Tuesday, June 7, 2011

How Much is TOO Much?

Is it ever too early to introduce a brand-new martial artist to hard physical contact? I'm not talking about a punch to the arm or a light kick to the gut, but powerful techniques from folks who've not only been training longer and are more experienced but who are bigger, faster and stronger?

There's a bit of a debate going on over at the Women's Forum of Martial Talk.com about a young woman who has only been training for four months feeling intimidated by how advanced the guys in her training hall are - and how hard they hit. Now, I'm most definitely of the "It's karate, not knitting so expect there to be contact" school of thought, but I still can't get behind the "tough it out, it make you a better martial artist!" refrains in some of the replies.

But really, something about the idea that she's asking for advice on how to get over feeling intimidated by her training partners seems strange to me.

Her original question:
I'm a small 24 y.o. woman, not very strong. I feel it's important to learn to defend myself so I started martial arts. I've been going for four months now but I still feel really intimidated in the class full of men. Some of them are nice but some are quite advanced and are in my opinion quite hostile - and they hit hard. I like my teacher but I am a slow learner it seems, and this may be annoying for the advanced students. Any advice from instructors/other women about feeling initimidated?

If you read through the thread, you'll see that most of the advice she's gotten to date has centered around her speaking up to her training partners and asking them to temper their hits/kicks/blocks and even speaking to her instructor if the "I'm gonna blast you across the room" techniques don't cease - and I agree - but really, should she HAVE to tell more advanced students not to kick her in the face? Shouldn't the idea that folks who have just started on the path not being quite ready for full-power techniques be a given?

I remember being punched in the face THREE TIMES by a fourth dan during a basic jab drill when I was only a seventh kyu. I'd been training for less than a year and had no idea what to do. I know NOW that he should have had the most control/been the safest person in the room, but as a newbie, I wasn't quite sure if getting hit in the nose that much was drill protocol - I just know it made me feel really uncomfortable, whether it was the norm or not.

But who knows what "normal" is when they decide to step on the mat for the first time? After they've been training for a few months? Whether there to learn self-defense, to sweat a bit or simply for the challenge of learning something new, the environment that is martial arts training is a pretty unique one. The rules of what is appropriate and what isn't aren't posted on the wall but rather learned as we go - and usually, they are learned by watching and working with more advanced training partners.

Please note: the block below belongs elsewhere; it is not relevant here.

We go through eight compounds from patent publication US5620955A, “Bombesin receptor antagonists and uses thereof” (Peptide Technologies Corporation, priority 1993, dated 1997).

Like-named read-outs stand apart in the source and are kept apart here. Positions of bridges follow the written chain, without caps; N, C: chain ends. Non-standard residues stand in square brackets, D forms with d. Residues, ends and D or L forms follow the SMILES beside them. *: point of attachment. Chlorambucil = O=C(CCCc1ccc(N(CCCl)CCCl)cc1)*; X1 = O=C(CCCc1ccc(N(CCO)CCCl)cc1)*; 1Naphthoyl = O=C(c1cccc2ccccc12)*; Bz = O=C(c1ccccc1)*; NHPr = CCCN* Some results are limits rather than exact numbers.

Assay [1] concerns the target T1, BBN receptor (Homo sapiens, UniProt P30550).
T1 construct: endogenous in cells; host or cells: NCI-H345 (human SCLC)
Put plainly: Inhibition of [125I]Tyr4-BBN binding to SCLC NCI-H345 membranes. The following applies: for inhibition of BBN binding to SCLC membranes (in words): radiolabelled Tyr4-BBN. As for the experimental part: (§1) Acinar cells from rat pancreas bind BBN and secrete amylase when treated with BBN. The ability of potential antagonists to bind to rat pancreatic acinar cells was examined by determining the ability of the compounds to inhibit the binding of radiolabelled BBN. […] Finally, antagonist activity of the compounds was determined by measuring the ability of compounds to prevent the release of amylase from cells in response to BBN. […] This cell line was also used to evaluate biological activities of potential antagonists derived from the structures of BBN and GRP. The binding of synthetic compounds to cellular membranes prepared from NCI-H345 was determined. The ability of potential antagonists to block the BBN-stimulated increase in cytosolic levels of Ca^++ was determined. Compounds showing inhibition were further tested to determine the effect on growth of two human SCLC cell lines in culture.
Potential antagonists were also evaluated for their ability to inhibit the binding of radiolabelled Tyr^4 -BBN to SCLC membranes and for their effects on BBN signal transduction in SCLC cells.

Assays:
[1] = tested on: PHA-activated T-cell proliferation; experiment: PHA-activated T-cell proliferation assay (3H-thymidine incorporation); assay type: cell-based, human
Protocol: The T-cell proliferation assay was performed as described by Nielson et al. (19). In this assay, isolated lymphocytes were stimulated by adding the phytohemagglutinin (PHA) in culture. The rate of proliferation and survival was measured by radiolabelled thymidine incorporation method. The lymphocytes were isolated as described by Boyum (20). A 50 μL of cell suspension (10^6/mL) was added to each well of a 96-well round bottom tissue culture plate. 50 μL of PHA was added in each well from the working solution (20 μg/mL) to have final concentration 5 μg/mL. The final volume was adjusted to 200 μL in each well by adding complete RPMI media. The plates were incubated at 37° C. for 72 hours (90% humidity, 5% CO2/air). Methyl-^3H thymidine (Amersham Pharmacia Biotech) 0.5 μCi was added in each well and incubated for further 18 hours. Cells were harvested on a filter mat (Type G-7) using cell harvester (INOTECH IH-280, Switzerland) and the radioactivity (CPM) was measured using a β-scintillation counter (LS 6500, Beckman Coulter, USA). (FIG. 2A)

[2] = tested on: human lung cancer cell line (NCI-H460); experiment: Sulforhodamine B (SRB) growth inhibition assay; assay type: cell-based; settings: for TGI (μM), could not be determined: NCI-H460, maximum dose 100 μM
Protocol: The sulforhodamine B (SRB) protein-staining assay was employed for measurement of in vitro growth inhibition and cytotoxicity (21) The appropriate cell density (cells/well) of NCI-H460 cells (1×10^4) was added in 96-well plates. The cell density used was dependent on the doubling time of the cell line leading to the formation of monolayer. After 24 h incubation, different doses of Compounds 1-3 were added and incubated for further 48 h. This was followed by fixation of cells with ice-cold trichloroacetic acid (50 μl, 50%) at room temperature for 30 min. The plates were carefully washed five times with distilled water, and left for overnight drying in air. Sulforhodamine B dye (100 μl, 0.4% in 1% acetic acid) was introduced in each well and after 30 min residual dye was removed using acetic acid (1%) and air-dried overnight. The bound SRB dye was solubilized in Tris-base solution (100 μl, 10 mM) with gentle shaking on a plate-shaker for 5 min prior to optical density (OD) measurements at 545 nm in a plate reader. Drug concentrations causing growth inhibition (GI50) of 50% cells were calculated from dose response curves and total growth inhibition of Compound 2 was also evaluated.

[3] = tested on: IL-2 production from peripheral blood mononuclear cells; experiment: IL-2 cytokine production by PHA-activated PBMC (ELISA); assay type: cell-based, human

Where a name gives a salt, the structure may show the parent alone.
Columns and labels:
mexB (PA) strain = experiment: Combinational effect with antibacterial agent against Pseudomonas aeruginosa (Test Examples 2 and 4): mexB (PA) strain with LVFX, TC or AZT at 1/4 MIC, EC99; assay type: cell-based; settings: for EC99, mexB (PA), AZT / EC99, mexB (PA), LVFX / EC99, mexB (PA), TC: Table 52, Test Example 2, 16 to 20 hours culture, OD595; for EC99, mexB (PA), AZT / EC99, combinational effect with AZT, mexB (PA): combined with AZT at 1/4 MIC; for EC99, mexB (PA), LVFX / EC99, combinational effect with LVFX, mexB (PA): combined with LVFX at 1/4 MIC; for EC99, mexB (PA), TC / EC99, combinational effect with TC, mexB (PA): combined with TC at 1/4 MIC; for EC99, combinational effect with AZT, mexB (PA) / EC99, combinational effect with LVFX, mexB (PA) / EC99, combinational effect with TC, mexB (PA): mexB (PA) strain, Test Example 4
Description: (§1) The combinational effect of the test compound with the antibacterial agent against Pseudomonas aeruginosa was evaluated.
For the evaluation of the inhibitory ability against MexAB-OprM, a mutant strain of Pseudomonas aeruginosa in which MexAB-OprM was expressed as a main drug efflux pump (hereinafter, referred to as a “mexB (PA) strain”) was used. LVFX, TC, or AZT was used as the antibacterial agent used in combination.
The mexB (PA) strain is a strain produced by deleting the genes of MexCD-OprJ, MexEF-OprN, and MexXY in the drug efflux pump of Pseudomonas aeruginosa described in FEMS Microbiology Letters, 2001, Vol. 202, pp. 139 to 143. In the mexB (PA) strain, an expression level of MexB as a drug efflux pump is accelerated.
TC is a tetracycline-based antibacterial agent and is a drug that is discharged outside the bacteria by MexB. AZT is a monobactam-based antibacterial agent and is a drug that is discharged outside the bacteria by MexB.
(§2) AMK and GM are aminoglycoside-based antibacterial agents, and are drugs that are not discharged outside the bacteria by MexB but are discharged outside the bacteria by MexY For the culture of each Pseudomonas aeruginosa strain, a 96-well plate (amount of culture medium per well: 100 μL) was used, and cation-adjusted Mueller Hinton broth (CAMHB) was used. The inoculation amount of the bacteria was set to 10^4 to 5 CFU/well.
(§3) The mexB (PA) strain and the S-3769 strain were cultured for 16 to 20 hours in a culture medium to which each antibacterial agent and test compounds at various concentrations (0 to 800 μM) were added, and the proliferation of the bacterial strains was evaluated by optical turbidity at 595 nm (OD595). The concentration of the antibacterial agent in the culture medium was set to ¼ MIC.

It should come down to the student deciding what is appropriate contact-wise for her/him - regardless of her/his level/rank, but is that what really happens? Like I said in my reply, I think everyone should totally be able to say if/when the contact is too much. I don't think it is ever OK for others - be they fellow students or instructors - to determine what is and isn't "too hard or too much" for anyone else. Insisting that they "tough out" whatever is dished out in order to learn is the fastest way to chase a person right out of the training hall, IMHO.

The reality is that most women have probably never been hit until they kick off their shoes and step onto the mat - and if they have, it probably wasn't by a guy who out-weighs her by 50 lbs or so in an environment that is supposed to be about learning and fun to some extent. I don't really see how facing dudes with absolutely no control or a dimmer switch teaches anyone how to be a better martial artist - just how to "take" a punch. But what does that have to do with becoming a good martial artist? To me, that demonstrates only how easily we bruise and bleed in a "oh look! I almost ruptured my spleen today!" sort of way. That is not quite all the karate I study is about.

There are reasons we wear pads while training - primarily so we don't hurt the person on the receiving end of a kick/punch/block too much. Sure, punch like you mean it, but to me, there is a big difference between a solid technique with intent and one that is meant to blast the uke out of the ring just for ha-ha's. Let the contact be appropriate for the learner's level, that's all I'm sayin'...

OK - rant over. Thanks for indulging me :-)